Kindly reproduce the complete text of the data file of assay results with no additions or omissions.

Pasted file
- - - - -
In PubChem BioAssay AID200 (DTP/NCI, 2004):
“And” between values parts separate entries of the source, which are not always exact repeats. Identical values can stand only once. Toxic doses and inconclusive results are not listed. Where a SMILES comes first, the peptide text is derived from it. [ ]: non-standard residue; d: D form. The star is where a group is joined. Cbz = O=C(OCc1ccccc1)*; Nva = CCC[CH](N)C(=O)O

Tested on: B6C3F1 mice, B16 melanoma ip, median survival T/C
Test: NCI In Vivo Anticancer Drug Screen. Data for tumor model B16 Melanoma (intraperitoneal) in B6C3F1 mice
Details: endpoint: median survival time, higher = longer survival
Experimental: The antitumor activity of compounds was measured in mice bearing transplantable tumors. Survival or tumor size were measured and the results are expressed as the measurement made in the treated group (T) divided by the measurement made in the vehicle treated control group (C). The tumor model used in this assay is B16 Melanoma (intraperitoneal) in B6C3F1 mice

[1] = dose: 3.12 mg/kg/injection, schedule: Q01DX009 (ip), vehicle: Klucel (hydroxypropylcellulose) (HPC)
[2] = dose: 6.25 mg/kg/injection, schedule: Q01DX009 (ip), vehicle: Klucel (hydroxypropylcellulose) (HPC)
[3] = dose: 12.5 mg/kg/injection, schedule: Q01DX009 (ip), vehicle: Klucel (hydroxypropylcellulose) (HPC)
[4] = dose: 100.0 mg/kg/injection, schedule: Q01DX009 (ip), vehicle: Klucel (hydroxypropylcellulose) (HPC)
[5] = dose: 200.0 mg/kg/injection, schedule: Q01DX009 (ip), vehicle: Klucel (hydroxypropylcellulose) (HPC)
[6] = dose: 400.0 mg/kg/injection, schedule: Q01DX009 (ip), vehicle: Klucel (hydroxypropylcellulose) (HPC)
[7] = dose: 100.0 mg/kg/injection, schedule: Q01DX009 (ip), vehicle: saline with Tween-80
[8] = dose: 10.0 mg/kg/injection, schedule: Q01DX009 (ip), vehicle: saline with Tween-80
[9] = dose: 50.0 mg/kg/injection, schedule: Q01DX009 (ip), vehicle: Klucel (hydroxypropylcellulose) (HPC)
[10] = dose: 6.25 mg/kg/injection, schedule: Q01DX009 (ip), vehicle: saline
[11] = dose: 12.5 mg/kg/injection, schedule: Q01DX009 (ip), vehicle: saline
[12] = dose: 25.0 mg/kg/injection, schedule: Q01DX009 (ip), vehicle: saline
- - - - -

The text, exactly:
In PubChem BioAssay AID200 (DTP/NCI, 2004):
“And” between values parts separate entries of the source, which are not always exact repeats. Identical values can stand only once. Toxic doses and inconclusive results are not listed. Where a SMILES comes first, the peptide text is derived from it. [ ]: non-standard residue; d: D form. The star is where a group is joined. Cbz = O=C(OCc1ccccc1)*; Nva = CCC[CH](N)C(=O)O

Tested on: B6C3F1 mice, B16 melanoma ip, median survival T/C
Test: NCI In Vivo Anticancer Drug Screen. Data for tumor model B16 Melanoma (intraperitoneal) in B6C3F1 mice
Details: endpoint: median survival time, higher = longer survival
Experimental: The antitumor activity of compounds was measured in mice bearing transplantable tumors. Survival or tumor size were measured and the results are expressed as the measurement made in the treated group (T) divided by the measurement made in the vehicle treated control group (C). The tumor model used in this assay is B16 Melanoma (intraperitoneal) in B6C3F1 mice

[1] = dose: 3.12 mg/kg/injection, schedule: Q01DX009 (ip), vehicle: Klucel (hydroxypropylcellulose) (HPC)
[2] = dose: 6.25 mg/kg/injection, schedule: Q01DX009 (ip), vehicle: Klucel (hydroxypropylcellulose) (HPC)
[3] = dose: 12.5 mg/kg/injection, schedule: Q01DX009 (ip), vehicle: Klucel (hydroxypropylcellulose) (HPC)
[4] = dose: 100.0 mg/kg/injection, schedule: Q01DX009 (ip), vehicle: Klucel (hydroxypropylcellulose) (HPC)
[5] = dose: 200.0 mg/kg/injection, schedule: Q01DX009 (ip), vehicle: Klucel (hydroxypropylcellulose) (HPC)
[6] = dose: 400.0 mg/kg/injection, schedule: Q01DX009 (ip), vehicle: Klucel (hydroxypropylcellulose) (HPC)
[7] = dose: 100.0 mg/kg/injection, schedule: Q01DX009 (ip), vehicle: saline with Tween-80
[8] = dose: 10.0 mg/kg/injection, schedule: Q01DX009 (ip), vehicle: saline with Tween-80
[9] = dose: 50.0 mg/kg/injection, schedule: Q01DX009 (ip), vehicle: Klucel (hydroxypropylcellulose) (HPC)
[10] = dose: 6.25 mg/kg/injection, schedule: Q01DX009 (ip), vehicle: saline
[11] = dose: 12.5 mg/kg/injection, schedule: Q01DX009 (ip), vehicle: saline
[12] = dose: 25.0 mg/kg/injection, schedule: Q01DX009 (ip), vehicle: saline